No one wants to wake up and find their car has been stolen. Unfortunately, car crime in the UK is showing little sign of going away.
Many people assume that the newer the car, the harder it is to steal. But those horrible car thieves are a sneaky bunch, and extra measures are often needed to thwart them.
It’s a terrifying truth, but a Google search can throw up millions of results for ‘how to steal a car’ and even more for ‘car stolen’. Whether it’s cracking the lock, overriding the keyless entry or accessing your home to grab the keys, car thieves are becoming increasingly savvy, which is why vehicle theft is sadly on the rise. Whether you have a £500 ‘banger’ or a £5million supercar, trying to sort out a stolen car is a time consuming, hurtful and often, scary experience.
While we can’t eradicate crime overnight, vehicle owners can take a few extra precautions to protect their investment, as advised by Global Telemetrics, one of the UK’s leading vehicle tracking and theft recovery experts.
Global Telemetrics’ Gavin Hennessey explains: “We specialise in providing 24/7 tracking support for our customers. At all times, we know the location of the vehicle and are able to respond within minutes should a vehicle be stolen. With car theft on the rise – the latest stats show a vehicle is stolen every five minutes – we are seeing more owners incorporate vehicle tracking into their security plans. However, there are some additional steps that can be taken to protect your vehicle, whether you have a tracker or not.”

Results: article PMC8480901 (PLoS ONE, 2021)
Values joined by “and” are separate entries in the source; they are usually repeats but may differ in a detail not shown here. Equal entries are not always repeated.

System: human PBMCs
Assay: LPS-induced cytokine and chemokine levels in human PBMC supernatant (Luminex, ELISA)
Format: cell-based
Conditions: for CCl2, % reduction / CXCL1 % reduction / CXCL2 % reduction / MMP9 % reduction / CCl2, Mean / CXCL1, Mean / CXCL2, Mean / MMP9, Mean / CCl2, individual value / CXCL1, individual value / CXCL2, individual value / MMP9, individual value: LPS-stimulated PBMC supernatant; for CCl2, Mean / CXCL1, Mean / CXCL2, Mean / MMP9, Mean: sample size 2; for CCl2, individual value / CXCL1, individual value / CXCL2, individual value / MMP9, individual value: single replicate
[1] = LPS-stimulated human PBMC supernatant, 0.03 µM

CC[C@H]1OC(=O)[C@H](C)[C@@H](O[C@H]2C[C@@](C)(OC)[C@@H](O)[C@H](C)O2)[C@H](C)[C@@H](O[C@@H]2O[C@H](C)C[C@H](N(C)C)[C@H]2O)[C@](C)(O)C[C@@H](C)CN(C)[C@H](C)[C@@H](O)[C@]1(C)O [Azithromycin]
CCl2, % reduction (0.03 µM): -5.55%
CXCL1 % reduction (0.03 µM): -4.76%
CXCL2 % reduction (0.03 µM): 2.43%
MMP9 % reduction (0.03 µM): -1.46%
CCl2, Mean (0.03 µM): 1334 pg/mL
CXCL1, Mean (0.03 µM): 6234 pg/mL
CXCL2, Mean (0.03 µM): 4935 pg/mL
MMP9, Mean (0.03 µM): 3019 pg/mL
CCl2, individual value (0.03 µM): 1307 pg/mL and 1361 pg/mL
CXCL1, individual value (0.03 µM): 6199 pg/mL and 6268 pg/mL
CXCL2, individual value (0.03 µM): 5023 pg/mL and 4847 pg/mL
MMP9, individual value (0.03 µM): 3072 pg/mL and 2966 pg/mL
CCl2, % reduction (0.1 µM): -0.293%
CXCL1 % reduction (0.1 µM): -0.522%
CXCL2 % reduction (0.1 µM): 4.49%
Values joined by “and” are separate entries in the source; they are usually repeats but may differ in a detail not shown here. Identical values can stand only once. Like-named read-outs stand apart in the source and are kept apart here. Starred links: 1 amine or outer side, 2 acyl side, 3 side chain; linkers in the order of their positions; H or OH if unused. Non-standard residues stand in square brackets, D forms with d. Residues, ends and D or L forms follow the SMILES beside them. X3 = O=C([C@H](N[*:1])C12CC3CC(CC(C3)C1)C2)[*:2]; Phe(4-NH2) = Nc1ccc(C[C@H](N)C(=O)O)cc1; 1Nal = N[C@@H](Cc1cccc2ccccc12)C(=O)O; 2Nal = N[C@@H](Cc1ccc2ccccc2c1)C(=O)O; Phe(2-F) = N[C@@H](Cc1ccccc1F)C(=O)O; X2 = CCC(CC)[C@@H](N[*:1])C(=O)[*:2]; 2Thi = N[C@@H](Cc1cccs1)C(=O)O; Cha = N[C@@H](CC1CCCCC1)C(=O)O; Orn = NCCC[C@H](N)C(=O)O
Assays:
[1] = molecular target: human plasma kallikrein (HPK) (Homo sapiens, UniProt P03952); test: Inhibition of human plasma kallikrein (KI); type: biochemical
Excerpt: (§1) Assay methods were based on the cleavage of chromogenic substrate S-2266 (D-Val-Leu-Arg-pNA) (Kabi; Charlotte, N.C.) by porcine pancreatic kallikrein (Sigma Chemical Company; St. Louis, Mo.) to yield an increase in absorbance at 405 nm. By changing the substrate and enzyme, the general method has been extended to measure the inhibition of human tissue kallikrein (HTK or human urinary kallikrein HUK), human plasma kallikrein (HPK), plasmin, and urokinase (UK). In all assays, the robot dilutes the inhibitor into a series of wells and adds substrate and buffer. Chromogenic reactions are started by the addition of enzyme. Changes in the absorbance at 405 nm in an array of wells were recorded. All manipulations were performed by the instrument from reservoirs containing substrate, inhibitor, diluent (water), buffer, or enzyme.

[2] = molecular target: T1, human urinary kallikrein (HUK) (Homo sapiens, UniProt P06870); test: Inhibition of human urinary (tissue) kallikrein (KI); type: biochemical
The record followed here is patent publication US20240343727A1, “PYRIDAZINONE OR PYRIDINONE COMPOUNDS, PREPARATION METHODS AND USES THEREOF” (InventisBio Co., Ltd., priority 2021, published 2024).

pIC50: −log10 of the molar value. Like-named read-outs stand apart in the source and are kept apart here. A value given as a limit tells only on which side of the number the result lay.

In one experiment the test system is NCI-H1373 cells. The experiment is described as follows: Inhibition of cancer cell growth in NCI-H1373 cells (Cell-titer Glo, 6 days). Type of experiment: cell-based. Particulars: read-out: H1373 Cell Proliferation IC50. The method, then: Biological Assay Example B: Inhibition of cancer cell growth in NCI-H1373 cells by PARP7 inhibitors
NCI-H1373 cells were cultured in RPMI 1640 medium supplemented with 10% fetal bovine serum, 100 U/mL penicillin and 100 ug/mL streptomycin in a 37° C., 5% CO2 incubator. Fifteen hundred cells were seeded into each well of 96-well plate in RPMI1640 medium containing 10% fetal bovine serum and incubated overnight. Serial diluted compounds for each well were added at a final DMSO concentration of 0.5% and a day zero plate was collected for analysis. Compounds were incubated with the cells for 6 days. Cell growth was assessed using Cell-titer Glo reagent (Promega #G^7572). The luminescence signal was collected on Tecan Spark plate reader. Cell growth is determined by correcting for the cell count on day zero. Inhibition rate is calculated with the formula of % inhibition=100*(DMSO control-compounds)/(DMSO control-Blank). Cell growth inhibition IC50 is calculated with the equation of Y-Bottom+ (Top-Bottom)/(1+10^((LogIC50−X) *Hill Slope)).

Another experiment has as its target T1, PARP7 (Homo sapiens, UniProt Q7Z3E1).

Add a tracking device
A tracking device, coupled with an immobiliser, is the perfect way to vehicle security peace of mind. A tracker gives you confidence in the location of your vehicle at any given moment, whilst the 24/7 support team at the likes of Global Telemetrics will work with you should there be any suspicious or illegal activity, e.g. the ignition is started without the key. A tracking device can also help to lower your insurance premium*. (*dependent on your insurance provider)
Vehicles that use keyless entry might offer convenience, but the ‘key device’ is a car thief’s dream. Each key emits a signal that can be hacked remotely to provide access to the vehicle and switch on the engine for a speedy exit in as little as 20 – 30 seconds. A Faraday Bag is a simple solution that protects your key when not in use. These small windowless bag isolates the signals from your key, meaning they cannot be connected to remotely, preventing remote hacking, remote wiping of data/evidence and remote surveillance. Available from Global Telemetrics.
Turn off Keyless Fob’s Wireless Signal
Wireless signals on some keyless fobs can be switched off. To turn this off, visit your vehicle handbook or manual, where instructions should be available. If you can’t find anything in your manual about turning off your fob contact the vehicle’s manufacturer for more info.
Re-programme your keys
If you buy a second-hand vehicle, there is a risk that you may not be given all of the sets of car keys. If you’re unsure, get car keys reprogrammed so previous owners can’t access the vehicle.